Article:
Tyrion Lannister on books

This is one of my favorite quotes from the entire Song of Ice and Fire series. Image source here:

This quote was, unfortunately, somewhat butchered in the TV series. Here is the original scene from the book, in full (source):

“Why do you read so much?”

Tyrion looked up at the sound of the voice. Jon Snow was standing a few feet away, regarding him curiously. He closed the book on a finger and said, “Look at me and tell me what you see.”

The boy looked at him suspiciously. “Is this some kind of trick? I see you. Tyrion Lannister.”

Tyrion sighed. “You are remarkably polite for a bastard, Snow. What you see is a dwarf. You are what, twelve?”

“Fourteen,” the boy said.

“Fourteen, and you’re taller than I will ever be. My legs are short and twisted, and I walk with difficulty. I require a special saddle to keep from falling off my horse. A saddle of my own design, you may be interested to know. It was either that or ride a pony. My arms are strong enough, but again, too short. I will never make a swordsman. Had I been born a peasant, they might have left me out to die, or sold me to some slaver’s grotesquerie. Alas, I was born a Lannister of Casterly Rock, and the grotesqueries are all the poorer. Things are expected of me. My father was the Hand of the King for twenty years. My brother later killed that very same king, as it turns out, but life is full of these little ironies. My sister married the new king and my repulsive nephew will be king after him. I must do my part for the honor of my House, wouldn’t you agree? Yet how? Well, my legs may be too small for my body, but my head is too large, although I prefer to think it is just large enough for my mind. I have a realistic grasp of my own strengths and weaknesses. My mind is my weapon. My brother has his sword, King Robert has his warhammer, and I have my mind… and a mind needs books as a sword needs a whetstone, if it is to keep its edge.” Tyrion tapped the leather cover of the book. “That’s why I read so much, Jon Snow.”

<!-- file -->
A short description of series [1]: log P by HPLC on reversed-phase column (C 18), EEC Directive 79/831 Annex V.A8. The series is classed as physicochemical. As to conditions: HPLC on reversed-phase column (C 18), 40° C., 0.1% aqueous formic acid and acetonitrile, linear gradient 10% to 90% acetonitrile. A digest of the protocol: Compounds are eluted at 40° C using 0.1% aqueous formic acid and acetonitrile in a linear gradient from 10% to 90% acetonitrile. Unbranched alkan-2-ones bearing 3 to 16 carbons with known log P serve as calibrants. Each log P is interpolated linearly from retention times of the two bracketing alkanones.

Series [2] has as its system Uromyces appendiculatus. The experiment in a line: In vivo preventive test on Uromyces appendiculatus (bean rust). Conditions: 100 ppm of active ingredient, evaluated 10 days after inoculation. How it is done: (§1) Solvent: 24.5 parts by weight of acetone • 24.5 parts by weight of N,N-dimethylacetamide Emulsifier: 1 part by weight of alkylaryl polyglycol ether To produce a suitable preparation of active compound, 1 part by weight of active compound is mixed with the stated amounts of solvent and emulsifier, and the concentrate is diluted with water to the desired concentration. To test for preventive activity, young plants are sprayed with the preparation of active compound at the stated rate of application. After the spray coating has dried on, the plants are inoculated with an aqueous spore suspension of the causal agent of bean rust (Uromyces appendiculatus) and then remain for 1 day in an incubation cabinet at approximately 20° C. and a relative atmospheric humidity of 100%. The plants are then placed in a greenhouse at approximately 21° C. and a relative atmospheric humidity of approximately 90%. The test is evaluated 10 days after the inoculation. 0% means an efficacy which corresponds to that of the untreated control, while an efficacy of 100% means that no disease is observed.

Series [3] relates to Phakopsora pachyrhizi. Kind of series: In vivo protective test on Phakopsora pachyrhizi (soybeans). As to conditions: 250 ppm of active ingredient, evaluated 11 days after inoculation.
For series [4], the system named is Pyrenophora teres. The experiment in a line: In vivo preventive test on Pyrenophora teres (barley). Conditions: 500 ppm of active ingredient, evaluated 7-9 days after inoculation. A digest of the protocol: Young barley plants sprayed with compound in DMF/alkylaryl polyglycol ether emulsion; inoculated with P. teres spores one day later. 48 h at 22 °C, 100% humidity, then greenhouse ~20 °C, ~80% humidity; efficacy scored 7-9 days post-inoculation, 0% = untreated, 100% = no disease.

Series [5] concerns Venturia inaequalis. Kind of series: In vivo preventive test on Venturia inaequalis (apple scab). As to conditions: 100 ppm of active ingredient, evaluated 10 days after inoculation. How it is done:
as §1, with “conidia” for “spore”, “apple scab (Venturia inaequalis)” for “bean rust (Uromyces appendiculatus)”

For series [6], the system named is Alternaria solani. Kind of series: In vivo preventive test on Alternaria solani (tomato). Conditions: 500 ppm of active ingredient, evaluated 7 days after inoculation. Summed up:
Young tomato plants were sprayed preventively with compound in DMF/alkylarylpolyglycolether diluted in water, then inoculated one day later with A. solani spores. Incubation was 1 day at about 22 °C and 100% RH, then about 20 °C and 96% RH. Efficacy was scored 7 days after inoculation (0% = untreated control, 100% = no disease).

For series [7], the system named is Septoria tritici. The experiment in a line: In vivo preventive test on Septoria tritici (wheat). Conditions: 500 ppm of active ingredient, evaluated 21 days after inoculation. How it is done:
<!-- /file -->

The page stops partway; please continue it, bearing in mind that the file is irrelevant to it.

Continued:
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  • http://eternalbookshelf.wordpress.com Ani J. Sharmin

    I must read this series! I’ve been meaning to do so, but haven’t gotten around to it yet …

    Thanks very much for the post.

  • anubisprime

    It is one of the best tales I have ever come across.
    And it goes on for ever seemingly, nearly 7 books…and not thin!
    Every page a crystal clear window onto a world that was, and in many ways still is, or definitely could be.
    The plots are intertwining and vivid, and the genealogy is epic in the extreme, you will meet characters you would die for, and some you would kill.
    Wonderful literature written with rare intelligence, really spectacular!

    Whether it is the masterpiece I strongly suspect it is remains a subjective point of view that other folks must decide on…but I am so very glad I found it before I succumb to infirmity.
    I am an avid fan…for now and ever!

    “You know nothing Jon Snow”
    “A Lannister always pays his debts”
    “Winter is coming”

    I am also deeply in love with the ‘Mother of dragons’

    I do not think anyone could ever disregard it as ‘fanciful literature’ because it takes the genre to another level never achieved before outside the classics like Sir Thomas Malory’s ‘Le Morte d’Arthur’ or Lord of the rings!

  • M Groesbeck

    Peter Dinklage’s Tyrion is one of the best reasons to watch the TV version. George R. R. Martin’s Tyrion is one of the better reasons to read the books.

    (Of course, both can really only be effectively enjoyed, IME, when in communication with friends. There are elements that are great, and there are elements that may be described as “problematic” if one wishes to engage in excessive understatement. For me at least, enjoying the good while picking apart the bad is much more easily done as a form of communication rather than in solo reading; it’s what makes certain things — like A Song of Ice and Fire or The Hunger Games or everything Matthew Barney has ever done — bearable enough to get something worthwhile out of.)